Bringing in a "critical mass" of accounts is important to be able to cost-effectively offer other services that will maintain E*Trade's leadership as an online financial service provider. The company has already started to offer an online tax filing service and mortgage service. In addition, the company just launched its first proprietary mutual fund, the E*Trade S&P 500 Index fund. The company also has taken an ownership interest in E*Offering, a fledging full service online investment banking firm. Broadening the company's offerings beyond the virtually commoditized online brokerage business should help justify the company's expenditures to expand its customer base.

While E*Trade has made a number of terrific moves, the importance of core competencies cannot be forgotten. Earlier this month, the company's website crashed four times in three days. Such situations are unnerving to customers and cost enormous amounts of goodwill. While rapid growth is important, satisfied customers are even more important. Switching accounts is not too challenging in today's e-world. The major marketing forays will be for naught if E*Trade can't hold onto its customers.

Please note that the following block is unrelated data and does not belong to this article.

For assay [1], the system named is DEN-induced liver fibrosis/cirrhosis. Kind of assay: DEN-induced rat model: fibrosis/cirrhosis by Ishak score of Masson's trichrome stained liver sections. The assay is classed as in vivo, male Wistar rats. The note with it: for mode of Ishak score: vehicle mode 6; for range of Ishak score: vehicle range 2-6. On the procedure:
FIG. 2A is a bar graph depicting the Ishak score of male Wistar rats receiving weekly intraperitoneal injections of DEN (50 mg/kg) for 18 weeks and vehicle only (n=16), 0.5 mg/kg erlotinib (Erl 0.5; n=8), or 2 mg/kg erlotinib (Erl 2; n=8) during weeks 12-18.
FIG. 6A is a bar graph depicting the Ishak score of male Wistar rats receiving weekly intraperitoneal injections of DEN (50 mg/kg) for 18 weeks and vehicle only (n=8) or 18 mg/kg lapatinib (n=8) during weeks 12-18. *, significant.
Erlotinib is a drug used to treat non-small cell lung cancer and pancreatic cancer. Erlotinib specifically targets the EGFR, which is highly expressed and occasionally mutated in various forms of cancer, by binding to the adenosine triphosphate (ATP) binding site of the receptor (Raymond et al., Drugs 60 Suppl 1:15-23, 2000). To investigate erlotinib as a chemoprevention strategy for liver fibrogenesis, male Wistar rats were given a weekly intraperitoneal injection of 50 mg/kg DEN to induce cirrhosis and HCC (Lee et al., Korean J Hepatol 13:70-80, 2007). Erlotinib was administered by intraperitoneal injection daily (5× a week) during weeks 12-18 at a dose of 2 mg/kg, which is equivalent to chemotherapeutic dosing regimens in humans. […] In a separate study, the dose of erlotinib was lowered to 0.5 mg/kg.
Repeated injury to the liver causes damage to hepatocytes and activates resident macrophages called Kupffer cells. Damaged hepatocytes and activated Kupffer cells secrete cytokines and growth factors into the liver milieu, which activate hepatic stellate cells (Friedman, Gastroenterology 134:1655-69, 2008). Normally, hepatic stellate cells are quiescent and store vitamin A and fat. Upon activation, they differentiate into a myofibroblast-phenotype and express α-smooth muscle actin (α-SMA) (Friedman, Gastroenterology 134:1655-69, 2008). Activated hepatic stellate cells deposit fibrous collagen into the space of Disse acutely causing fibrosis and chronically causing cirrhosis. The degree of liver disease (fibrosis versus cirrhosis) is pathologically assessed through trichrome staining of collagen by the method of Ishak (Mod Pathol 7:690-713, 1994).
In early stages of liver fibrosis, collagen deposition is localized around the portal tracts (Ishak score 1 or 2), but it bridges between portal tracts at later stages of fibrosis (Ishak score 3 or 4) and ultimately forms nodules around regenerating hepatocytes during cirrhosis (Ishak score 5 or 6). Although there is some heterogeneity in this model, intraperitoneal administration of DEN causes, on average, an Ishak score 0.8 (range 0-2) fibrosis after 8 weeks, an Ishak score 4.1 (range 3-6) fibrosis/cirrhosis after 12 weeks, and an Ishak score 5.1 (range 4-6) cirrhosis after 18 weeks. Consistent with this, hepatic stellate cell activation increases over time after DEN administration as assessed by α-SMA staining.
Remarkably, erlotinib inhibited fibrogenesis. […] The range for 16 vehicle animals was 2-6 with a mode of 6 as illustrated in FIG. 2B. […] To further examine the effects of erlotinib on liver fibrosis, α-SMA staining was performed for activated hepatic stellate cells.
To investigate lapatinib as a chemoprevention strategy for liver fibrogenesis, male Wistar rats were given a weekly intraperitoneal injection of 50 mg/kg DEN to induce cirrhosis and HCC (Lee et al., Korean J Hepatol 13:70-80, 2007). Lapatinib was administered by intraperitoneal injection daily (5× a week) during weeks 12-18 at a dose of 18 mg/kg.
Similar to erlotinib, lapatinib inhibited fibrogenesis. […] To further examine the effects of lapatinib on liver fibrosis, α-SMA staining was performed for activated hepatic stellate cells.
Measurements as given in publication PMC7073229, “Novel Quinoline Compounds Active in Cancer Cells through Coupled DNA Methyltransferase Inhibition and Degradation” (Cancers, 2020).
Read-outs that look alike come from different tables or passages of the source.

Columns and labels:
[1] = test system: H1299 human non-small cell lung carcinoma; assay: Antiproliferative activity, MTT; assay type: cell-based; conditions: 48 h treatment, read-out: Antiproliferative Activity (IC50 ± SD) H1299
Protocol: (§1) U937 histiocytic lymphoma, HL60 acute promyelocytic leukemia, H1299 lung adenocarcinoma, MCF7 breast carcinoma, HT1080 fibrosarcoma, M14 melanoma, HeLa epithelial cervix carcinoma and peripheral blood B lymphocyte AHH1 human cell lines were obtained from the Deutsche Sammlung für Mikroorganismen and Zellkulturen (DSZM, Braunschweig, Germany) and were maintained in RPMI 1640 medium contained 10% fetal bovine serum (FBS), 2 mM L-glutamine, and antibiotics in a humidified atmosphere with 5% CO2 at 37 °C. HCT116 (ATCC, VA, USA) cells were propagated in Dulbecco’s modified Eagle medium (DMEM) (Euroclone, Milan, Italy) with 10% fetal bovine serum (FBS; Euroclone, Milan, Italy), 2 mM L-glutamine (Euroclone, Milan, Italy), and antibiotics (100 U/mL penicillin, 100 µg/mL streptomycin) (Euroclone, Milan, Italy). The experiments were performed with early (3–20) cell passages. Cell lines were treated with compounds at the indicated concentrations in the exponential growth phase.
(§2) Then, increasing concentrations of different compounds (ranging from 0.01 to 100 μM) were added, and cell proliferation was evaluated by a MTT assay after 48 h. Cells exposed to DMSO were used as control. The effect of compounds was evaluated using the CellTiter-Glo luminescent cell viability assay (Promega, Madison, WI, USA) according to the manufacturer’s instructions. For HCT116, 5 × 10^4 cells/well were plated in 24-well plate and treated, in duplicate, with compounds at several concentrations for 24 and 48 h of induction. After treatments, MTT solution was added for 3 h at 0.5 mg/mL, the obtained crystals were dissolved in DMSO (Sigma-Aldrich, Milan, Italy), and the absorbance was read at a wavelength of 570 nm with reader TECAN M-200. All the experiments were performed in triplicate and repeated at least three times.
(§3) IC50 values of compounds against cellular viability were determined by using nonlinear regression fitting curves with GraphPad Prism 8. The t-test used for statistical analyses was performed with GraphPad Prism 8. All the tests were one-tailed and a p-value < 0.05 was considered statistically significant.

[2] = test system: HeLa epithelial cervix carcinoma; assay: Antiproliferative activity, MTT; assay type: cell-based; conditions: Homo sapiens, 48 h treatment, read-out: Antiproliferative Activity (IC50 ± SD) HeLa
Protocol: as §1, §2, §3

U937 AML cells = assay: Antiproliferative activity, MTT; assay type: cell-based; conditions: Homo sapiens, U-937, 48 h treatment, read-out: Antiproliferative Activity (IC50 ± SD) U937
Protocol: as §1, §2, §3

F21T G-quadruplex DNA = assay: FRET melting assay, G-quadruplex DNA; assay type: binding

Aviation electrical, mechanical, and power systems maker Sundstrand Corp. (NYSE: SNS) took flight for a $10 1/8 gain to $68 1/8 after agreeing to be acquired in a $4.3 billion cash and stock deal by conglomerate United Technologies (NYSE: UTX). Sundstrand will be folded into United Technologies' Hamilton Standard aviation components unit, which will be renamed Hamilton Sundstrand.

Boxmaker Gateway (NYSE: GTW) moo-ved ahead $5 5/8 to $78 1/2 after Piper Jaffray analyst Ashok Kumar boosted his Q1 EPS estimate to $0.90 from $0.59 and his fiscal 1999 estimate to $3.87 from $2.82. According to Reuters, Kumar believes the company's Country Store retail outlets will lead to higher-than-expected growth this year.